Today’s Tidbits: January 7, 2019

Today’s Tidbits: January 7, 2019

Here are’s tidbits for January 7, 2019:  Nick Cummings joins SpaceX, NASA extends comment period on draft Discovery AO, DigitalGlobe loses WorldView-4. Be sure to check our website for feature stories and follow us on Twitter (@SpcPlcyOnline) for more news and live tweeting of events.

Nick Cummings Joins SpaceX

Nick Cummings. Credit: Cummings’ LinkedIn page.

Nick Cummings is joining SpaceX’s Washington office effective tomorrow (January 8) to work on civil space development programs. Cummings was former Sen. Bill Nelson’s top space staffer on the Senate Commerce, Science, and Transportation for the past four years as Democratic staff director for the Space, Science, and Competitiveness subcommittee.

Cummings came to Capitol Hill from NASA’s Kennedy Space Center where he was an operations engineer for the ISS and Space Shuttle payloads processing directorate (2001-2005), operations manager for Constellation and Exploration Ground Systems (2005-2011) and Exploration Integration Manager (2013-2014).  He spent October 2011-December on detail to Nelson’s office and then came on board full time in 2015.  He has a B.S. in aerospace engineering from Virginia Tech and a M.S. in industrial engineering from the University of Central Florida.

Comment Period of Discovery Draft AO Extended

NASA issued a draft Announcement of Opportunity (AO) for the next selection in its Discovery series of mid-sized planetary exploration missions on December 12, 2018.

Comments on the draft were due January 16, but Thomas Zurbuchen, head of NASA’s Science Mission Directorate, tweeted today that the deadline is being extended, no doubt because of the government shutdown.  More information will be forthcoming.

The plan was to get comments back on the draft on January 16 and release the actual AO on February 28, but that date also is likely to slip.  More information is on the Discovery 2019 AO website. []

NASA has small, mid-sized, large, and “flagship” planetary exploration missions.  The Discovery series incorporates both small Missions of Opportunity and mid-sized ($500 million) probes that are competitively-selected and led by Principal Investigators (PIs) — scientists who put together teams to propose and execute missions.

The Discovery program was initiated in 1992 to provide regular opportunities for scientists to compete to develop and launch planetary exploration missions. The missions are cost capped and the development time from mission start to launch can be no more than 36 months.  The goal was to launch a Discovery mission at least every two years, but that is budget dependent.  NASA has launched 12 Discovery probes so far.  The first, NEAR, was the first spacecraft to orbit an asteroid (Eros).  The most recent, InSight, just landed on Mars to study the structure of its interior.  Among the 10 in between were spacecraft that studied the Moon, Mercury, and a comet nucleus; two that returned samples of interstellar dust and atoms of the solar wind; and the Kepler space telescope that searched for and found hundreds of exoplanets.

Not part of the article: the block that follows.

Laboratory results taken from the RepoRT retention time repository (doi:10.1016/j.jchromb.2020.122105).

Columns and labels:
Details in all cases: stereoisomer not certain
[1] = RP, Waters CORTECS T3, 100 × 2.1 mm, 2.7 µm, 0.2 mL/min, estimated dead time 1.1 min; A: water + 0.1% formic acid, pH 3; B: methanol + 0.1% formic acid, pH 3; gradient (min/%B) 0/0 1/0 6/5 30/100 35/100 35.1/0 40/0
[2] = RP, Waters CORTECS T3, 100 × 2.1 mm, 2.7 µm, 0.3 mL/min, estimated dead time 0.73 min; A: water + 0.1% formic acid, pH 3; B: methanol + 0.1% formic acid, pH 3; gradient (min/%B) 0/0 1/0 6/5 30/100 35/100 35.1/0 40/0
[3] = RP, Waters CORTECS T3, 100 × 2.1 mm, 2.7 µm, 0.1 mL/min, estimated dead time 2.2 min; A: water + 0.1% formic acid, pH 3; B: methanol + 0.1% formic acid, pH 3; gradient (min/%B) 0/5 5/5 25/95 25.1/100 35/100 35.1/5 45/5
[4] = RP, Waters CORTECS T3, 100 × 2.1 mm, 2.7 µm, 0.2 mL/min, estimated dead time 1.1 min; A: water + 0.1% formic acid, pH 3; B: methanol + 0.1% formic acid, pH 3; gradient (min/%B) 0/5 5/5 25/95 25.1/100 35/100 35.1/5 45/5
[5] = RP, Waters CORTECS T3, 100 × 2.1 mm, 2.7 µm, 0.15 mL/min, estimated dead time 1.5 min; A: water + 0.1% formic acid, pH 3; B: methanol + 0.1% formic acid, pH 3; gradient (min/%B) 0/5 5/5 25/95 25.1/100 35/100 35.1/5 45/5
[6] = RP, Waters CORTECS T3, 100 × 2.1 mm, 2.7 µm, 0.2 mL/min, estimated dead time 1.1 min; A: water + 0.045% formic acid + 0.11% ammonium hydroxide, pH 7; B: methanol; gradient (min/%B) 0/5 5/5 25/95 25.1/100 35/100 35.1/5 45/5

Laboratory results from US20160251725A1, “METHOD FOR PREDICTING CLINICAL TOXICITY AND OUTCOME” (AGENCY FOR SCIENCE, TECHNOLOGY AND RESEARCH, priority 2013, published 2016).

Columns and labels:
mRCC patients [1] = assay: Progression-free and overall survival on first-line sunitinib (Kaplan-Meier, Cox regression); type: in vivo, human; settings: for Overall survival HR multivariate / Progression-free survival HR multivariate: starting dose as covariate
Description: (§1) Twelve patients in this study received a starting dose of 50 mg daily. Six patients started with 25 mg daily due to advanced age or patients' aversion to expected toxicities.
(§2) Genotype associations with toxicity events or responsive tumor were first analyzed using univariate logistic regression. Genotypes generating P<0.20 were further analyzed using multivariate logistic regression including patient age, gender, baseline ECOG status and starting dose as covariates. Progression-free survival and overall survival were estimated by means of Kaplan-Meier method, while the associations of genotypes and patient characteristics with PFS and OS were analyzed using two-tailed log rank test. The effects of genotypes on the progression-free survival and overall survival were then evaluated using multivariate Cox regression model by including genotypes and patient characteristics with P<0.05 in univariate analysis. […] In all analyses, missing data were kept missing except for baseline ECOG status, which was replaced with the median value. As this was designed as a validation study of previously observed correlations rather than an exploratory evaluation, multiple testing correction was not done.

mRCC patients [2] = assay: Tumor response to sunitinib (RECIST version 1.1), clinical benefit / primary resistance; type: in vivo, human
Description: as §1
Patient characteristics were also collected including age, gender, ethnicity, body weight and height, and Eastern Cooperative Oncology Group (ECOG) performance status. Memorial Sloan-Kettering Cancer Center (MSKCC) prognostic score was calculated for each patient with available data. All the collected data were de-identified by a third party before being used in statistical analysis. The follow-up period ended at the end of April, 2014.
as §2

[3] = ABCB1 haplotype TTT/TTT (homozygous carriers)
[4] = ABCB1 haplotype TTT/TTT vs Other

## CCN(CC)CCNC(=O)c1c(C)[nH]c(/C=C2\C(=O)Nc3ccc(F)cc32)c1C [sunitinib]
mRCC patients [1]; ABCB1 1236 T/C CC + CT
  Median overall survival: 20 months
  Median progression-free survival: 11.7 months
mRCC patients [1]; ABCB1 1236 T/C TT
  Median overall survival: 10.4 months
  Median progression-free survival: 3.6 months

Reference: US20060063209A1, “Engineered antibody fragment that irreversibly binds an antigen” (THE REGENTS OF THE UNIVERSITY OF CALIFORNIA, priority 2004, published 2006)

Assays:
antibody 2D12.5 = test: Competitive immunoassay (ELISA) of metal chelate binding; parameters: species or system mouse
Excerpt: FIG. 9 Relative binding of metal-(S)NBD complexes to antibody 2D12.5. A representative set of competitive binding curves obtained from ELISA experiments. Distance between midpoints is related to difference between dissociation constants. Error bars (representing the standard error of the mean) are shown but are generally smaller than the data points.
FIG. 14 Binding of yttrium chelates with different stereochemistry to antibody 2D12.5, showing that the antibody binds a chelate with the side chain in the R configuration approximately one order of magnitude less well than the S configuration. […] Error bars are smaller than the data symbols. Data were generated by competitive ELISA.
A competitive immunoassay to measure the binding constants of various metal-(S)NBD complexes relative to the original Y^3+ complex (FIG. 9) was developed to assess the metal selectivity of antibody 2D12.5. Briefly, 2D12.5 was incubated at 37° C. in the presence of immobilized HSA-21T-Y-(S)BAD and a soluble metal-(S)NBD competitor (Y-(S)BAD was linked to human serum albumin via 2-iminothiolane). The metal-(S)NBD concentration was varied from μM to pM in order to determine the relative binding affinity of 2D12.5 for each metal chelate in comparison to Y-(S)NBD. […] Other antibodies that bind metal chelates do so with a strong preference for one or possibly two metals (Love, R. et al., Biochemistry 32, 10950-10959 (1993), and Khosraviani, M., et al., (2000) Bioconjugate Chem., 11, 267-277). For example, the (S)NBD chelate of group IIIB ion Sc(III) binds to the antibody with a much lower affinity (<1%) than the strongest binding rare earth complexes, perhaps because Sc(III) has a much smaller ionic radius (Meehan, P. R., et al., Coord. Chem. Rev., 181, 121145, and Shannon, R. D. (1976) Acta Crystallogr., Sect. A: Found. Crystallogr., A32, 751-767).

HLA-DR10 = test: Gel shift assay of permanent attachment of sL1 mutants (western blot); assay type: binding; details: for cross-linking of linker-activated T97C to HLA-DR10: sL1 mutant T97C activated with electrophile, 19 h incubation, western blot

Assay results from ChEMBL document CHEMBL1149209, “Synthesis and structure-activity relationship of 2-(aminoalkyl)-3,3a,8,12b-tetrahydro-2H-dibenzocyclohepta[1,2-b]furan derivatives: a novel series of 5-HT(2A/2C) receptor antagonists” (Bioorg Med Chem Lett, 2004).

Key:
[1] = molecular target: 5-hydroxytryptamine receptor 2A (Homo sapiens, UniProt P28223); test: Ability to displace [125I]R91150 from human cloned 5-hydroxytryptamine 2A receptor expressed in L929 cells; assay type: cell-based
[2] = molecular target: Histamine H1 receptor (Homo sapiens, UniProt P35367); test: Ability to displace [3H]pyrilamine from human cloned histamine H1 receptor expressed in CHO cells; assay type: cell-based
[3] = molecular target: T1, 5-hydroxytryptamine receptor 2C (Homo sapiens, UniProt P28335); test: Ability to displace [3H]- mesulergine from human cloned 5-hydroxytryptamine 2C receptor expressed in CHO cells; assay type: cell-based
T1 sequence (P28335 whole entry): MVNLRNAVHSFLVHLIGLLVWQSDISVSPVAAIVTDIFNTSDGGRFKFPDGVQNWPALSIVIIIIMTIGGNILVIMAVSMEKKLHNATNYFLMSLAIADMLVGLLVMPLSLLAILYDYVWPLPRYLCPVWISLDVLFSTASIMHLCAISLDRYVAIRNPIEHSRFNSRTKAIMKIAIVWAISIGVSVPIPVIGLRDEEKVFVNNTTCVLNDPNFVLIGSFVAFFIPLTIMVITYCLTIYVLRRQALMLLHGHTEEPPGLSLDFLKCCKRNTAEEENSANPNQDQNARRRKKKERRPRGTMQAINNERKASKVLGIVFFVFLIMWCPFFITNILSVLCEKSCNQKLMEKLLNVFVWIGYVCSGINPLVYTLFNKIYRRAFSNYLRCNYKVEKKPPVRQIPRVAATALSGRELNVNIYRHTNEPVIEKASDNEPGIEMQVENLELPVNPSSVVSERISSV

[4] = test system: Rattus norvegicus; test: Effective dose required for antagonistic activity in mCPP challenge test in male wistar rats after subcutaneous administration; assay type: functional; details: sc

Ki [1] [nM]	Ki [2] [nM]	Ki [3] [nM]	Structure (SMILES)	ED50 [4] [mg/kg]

The next two will be Lucy, which will perform a reconnaissance of the Trojan asteroids orbiting in tandem with Jupiter, and Pysche, which will explore the giant metal asteroid Psyche 16.  They are scheduled for launch in 2021 and 2023 respectively. The missions chosen from this new AO would launch in the mid-2020s.

The larger PI-led missions are called New Frontiers and cost about $1 billion.  Two of those met milestones on New Year’s Eve:  OSIRIS-REx, which went into orbit about the asteroid Bennu; and New Horizons, which flew past Kuiper Belt Object Ultima Thule.

The most expensive “flagship” missions cost well over $1 billion and are “directed” missions where NASA assigns a program manager.  They include the Curiosity rover on Mars and the planned Europa Clipper probe to study Jupiter’s moon Europa.

DigitalGlobe Loses WorldView-4

Illustration of WorldView-4 satellite. Credit: DigitalGlobe

Maxar Technologies revealed today that one of its commercial imaging satellites, WorldView-4, has failed.  Launched in November 2016, Maxar said its control moment gyroscopes (CMGs) failed and the satellite no longer can control its orientation. Thus it no longer can provide usable imagery of the Earth.

Lockheed Martin built the satellite and Honeywell provided the CMGs.  It generated $85 million in revenue for Maxar in 2018. The satellite is insured for $183 million and Maxar said it will seek full payment from its insurers.

Maxar’s business unit, DigitalGlobe, is the survivor of the original U.S. commercial remote sensing satellite companies that trace their origins to the 1990s.  A company named WorldView was, in fact, the first U.S. company to receive a commercial remote sensing satellite license in 1993.

Commercial remote sensing got a boost in the early 2000s when the U.S. intelligence community decided to purchase considerable amounts of commercial imagery that it could more easily share than the ultra-classified “exquisite” imagery obtained by its own reconnaissance satellites.  It provided substantial support to two companies, DigitalGlobe and GeoEye, but in the 2010s decided it could support only one.  DigitalGlobe won, merging with GeoEye in 2013.

Maxar noted today that WorldView-4 was acquired by GeoEye prior to that merger.  It was built to provide commercial imagery that has a resolution of 30 centimeters.

DigitalGlobe was acquired by Canada’s MacDonald, Dettwiler and Associates (MDA) in 2017.  MDA also acquired Space Systems Loral (SSL) and ultimately rebranded itself as Maxar Technologies with four business units:  DigitalGlobe, SSL, Radiant Solutions, and MDA.  It also decided to become a U.S. rather than Canadian company and just completed that process on January 2.

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